Boy!, what the heck was that all about? I figure it out the next day by reading the Richmond Times-Dispatch. Several days earlier a business reporter for the Times-Dispatch interviewed me for a story. I mentioned the companies I'd be visiting and said if CSX rebuffed me, they would be only the third out 1,400 companies visited to do so twice. Evidently the reporter called Hoppin and asked why executives would not meet with me. Quoting from the Richmond Times-Dispatch (10/13/93) I give you Hoppin's reply to that question: ""Why should we?" asked Thomas E. Hoppin, a CSX spokesman. "It's basically appeared to us to be nothing more than a lark.""

Stopping by the Richmond public library I look up the word "lark" in Webster's New Collegiate dictionary: lark (n): a merry adventure. Looking up the word "adventure" it reads: 1 (a): an undertaking involving danger and unknown risks (b): the encountering of risks 2: an exciting or remarkable experience 3: an enterprise involving financial risk. Hmmm, can't argue with Hoppin's assessment.

Circuit City Stores, Inc.

Ten miles west of downtown Richmond on a 73-acre site sits the five story, 290,000 square foot headquarters of Circuit City Stores, the nation's largest specialty retailer of brand-name consumer electronics and major appliances.

Lissie Girard, Assistant to CEO Richard Sharp, gives me a great reception and extensive tour of the place. Though the building is only three years old, the company's tremendous growth has necessitated the construction of a halfway-completed 175,000 square foot structure several hundred yards from the first.

The 1,000 employees enjoy some impressive recreational perks including two tennis courts, two volleyball courts, a full-size indoor basketball gym with fold-out bleacher seating (also used for company pep rallies), softball fields and jogging trails which zigzag through the wooded grounds.

CEO Sharp has a sparsely furnished middle office on the top floor. Being a consumer electronics retailer I'm surprised to find Sharp's office void of any stereo, television, electronic gadgets or at the least; a radio. Hanging on a wall is a framed baton and beneath the baton are the following words from former CEO Alan Wurtzel: "For our future---I leave no whip to crack. Rather I pass this simple baton to make music & money." Picking up one of Sharp's business cards I note it's in Japanese on the back.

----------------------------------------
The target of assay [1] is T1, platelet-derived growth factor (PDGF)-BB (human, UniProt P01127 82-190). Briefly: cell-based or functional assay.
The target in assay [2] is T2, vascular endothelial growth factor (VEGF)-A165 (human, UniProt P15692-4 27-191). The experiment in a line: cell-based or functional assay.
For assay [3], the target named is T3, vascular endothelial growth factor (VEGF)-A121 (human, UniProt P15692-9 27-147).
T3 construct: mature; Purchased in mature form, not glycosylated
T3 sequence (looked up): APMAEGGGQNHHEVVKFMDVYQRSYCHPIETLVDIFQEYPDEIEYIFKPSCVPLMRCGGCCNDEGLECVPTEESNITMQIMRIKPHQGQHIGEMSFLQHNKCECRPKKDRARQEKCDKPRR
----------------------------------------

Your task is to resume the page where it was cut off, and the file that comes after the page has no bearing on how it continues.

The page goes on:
Owens & Minor Inc.

Founded in 1882 in Richmond, Owens & Minor (1992 revenues $1.2 billion) is the second largest wholesale distributor of medical and surgical supplies in the country behind Baxter.

Headquarters are in a corporate office park 12 miles west of Richmond. A very outgoing Hugh Gouldthorpe, Jr. says about 250 teammates (not employees) work in the four-story structure which features an atrium. What's Gouldthorpe's title? He hands me a business card which gives his title as "Cheerleader." It's an appropriate title because this man's enthusiasm is contagious! He finally relents and gives me another card which reads "Vice President-Quality and Communications."

Walking in the front entrance employees and visitors are greeted by a sign which is changed everyday. Today it reads, "Quality isn't expensive, it's priceless!" Stepping into the elevators you come face to face with a mirror and above it is a sign which reads, "meet the person responsible for quality"

CEO Gilmer Minor, the 3rd's, office is on the middle of the top floor with a view out the window of a man-made lake. The cigar smoking Minor's office contains a humidor, a Chinese silkscreen, four real plants, a computer, a picture of him with former president Gerald Ford, a Yankees baseball cap and, a picture of his favorite ballplayer-former Yankee great Joe Dimaggio.

Blue Cross/Blue Shield of Virginia

Back in the late 1960's Reynold Metals was the trendsetter in building and moving their headquarters to this area four miles west of downtown Richmond. In 1968 Blue Cross/Blue Shield of Virginia (1992 revenues $2.2 billion, net income $94 million) followed suit and built a large company-owned, four-story fortress-type building nearby. Though it houses 1,200 employees, the blah-looking Blue Cross/Blue Shield structure is showing its age.

Geez, you can't even enter the main lobby without a security guard buzzing you in the doors. I meet with Ronald Nash, Senior Vice President-Corporate Services, in a conference room-all of which are named after Virginia people or cities (Williamsburg room, Jefferson room etc.)